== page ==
CVS Health’s leaders believe it is time for a change in how the company’s pharmacies are reimbursed by PBMs and other payers.

Prem Shah, PharmD, Executive Vice President and Chief Pharmacy Officer, CVS Health, explained during a CVS Health Corporation Investor Day presentation some of the challenges of current pharmacy reimbursement:

  • Generic drugs dispensed in CVS pharmacies reached 90%. “That limits the capacity or the amount of value remaining through the higher levels of generic dispensing,” he said.
  • Also branded drugs have risen in price about 40% since 2019, leading to “higher costs for patients, our customers’ plans, and PBM plan sponsors.”

“This model has reached an inflection point that is just ripe for change,” Shah said. “We’re changing this outdated reimbursement model that made sense for the last decade, but no longer works today or in the future. We’re introducing a new simple model that provides value for all stakeholders across the supply chain in a much more simple, transparent, and comprehensive way,” he continued.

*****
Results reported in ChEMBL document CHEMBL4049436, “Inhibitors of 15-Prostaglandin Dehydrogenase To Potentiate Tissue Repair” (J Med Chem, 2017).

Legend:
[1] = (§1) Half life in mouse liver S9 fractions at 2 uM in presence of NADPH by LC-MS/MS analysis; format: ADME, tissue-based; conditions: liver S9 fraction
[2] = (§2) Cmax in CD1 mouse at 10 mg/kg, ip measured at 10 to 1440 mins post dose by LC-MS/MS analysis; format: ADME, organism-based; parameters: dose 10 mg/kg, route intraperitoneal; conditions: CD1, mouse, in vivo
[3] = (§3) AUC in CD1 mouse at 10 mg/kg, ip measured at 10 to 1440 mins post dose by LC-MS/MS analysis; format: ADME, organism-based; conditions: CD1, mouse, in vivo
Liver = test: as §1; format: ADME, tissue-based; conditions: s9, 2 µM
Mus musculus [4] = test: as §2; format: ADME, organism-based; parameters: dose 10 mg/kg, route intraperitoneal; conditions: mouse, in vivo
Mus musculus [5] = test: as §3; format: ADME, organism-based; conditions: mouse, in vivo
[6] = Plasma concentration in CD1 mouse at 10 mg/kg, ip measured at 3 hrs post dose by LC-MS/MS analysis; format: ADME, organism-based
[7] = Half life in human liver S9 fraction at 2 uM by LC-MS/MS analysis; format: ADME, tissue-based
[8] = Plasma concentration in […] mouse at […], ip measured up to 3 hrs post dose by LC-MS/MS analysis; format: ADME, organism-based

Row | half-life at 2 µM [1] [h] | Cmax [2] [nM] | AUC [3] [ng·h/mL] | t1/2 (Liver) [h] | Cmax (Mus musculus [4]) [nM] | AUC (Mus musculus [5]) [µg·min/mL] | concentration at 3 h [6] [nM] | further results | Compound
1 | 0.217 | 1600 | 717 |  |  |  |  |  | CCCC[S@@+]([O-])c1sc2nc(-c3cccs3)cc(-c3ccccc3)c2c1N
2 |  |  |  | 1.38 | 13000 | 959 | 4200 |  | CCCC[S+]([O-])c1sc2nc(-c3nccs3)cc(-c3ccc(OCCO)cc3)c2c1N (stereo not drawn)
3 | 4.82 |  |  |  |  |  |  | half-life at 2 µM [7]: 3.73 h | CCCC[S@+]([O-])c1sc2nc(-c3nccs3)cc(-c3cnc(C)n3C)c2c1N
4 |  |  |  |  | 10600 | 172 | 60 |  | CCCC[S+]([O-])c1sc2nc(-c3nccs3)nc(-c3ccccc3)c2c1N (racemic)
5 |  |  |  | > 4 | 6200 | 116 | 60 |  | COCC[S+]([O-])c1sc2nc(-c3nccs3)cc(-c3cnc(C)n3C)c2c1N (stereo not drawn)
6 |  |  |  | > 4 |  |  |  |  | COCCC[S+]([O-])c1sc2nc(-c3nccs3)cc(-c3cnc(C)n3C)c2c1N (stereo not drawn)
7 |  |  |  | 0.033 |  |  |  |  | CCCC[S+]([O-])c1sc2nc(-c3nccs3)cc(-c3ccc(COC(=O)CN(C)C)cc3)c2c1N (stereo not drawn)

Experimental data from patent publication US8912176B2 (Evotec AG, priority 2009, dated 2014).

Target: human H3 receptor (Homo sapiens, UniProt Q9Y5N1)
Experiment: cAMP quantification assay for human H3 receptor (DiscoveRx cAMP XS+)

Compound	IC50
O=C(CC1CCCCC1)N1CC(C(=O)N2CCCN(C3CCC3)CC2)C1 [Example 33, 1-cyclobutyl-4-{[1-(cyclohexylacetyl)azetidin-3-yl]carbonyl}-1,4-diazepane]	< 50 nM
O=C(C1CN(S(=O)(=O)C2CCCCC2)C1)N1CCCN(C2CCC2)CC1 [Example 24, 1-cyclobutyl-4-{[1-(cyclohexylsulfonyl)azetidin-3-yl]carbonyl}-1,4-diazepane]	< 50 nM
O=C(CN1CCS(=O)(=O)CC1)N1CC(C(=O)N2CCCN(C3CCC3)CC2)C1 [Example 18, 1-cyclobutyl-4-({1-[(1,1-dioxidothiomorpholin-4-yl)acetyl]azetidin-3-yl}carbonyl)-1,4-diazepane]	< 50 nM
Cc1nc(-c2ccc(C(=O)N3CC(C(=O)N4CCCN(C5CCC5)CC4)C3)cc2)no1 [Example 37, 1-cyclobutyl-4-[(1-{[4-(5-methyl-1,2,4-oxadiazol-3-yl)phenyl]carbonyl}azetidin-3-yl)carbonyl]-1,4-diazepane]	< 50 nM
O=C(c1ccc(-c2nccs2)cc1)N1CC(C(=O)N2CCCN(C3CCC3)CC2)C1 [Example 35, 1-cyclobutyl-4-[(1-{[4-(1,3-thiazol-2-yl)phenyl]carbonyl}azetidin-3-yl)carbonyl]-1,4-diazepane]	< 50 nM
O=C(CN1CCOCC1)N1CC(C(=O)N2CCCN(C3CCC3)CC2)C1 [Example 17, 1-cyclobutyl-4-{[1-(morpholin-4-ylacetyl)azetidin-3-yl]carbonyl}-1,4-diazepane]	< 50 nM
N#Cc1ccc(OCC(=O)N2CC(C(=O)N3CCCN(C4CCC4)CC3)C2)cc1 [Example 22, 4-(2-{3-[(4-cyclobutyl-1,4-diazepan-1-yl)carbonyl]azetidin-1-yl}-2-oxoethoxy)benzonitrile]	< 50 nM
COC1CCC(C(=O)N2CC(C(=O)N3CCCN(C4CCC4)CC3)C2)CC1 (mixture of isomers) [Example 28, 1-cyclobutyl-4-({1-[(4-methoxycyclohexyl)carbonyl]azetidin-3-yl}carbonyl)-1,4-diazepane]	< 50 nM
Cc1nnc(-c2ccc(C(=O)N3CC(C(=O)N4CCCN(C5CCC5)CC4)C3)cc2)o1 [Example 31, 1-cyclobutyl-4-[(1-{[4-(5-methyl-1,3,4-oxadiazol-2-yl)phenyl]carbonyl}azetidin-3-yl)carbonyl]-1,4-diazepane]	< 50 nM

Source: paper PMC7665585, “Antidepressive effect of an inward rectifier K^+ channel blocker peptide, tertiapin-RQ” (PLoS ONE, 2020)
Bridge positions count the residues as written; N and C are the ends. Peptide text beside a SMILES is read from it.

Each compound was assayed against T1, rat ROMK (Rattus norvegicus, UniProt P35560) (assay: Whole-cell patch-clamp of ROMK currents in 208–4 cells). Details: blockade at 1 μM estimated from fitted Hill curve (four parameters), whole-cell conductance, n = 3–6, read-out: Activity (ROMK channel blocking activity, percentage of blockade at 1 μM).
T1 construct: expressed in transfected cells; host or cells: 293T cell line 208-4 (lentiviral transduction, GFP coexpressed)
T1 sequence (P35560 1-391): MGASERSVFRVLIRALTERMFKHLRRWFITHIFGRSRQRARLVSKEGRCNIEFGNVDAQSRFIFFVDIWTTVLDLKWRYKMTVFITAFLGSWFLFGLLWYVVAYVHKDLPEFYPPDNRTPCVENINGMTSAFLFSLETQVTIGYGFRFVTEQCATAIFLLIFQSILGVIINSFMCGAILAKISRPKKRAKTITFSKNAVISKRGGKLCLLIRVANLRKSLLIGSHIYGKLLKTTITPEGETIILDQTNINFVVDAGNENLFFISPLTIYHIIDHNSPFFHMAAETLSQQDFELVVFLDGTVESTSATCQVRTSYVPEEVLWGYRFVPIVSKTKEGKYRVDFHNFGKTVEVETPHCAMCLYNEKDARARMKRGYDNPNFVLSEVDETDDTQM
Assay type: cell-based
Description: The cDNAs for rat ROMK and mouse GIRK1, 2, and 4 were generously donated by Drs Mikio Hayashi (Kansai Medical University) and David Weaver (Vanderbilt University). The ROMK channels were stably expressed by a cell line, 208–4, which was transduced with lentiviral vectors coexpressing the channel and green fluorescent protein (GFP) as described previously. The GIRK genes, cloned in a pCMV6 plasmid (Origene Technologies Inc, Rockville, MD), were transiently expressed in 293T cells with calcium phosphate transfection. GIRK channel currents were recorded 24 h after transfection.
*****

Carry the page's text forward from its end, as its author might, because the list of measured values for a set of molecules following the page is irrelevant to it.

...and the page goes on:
Cost-Plus Plans versus Retail Drug Prices 

Fierce Healthcare compared CVS CostVantage to the Mark Cuban Cost Plus Drug Company, which claims it offers prescription drugs at prices below traditional pharmacies and openly shares with customers the “15% markup over its cost, plus pharmacy fees.”

Some examples on the company’s website include: Abiraterone acetate (generic for Zytiga), a prostate cancer treatment. It is priced at $33.50, compared to $1,093 retail. Cost Plus Drug Company says its costs are: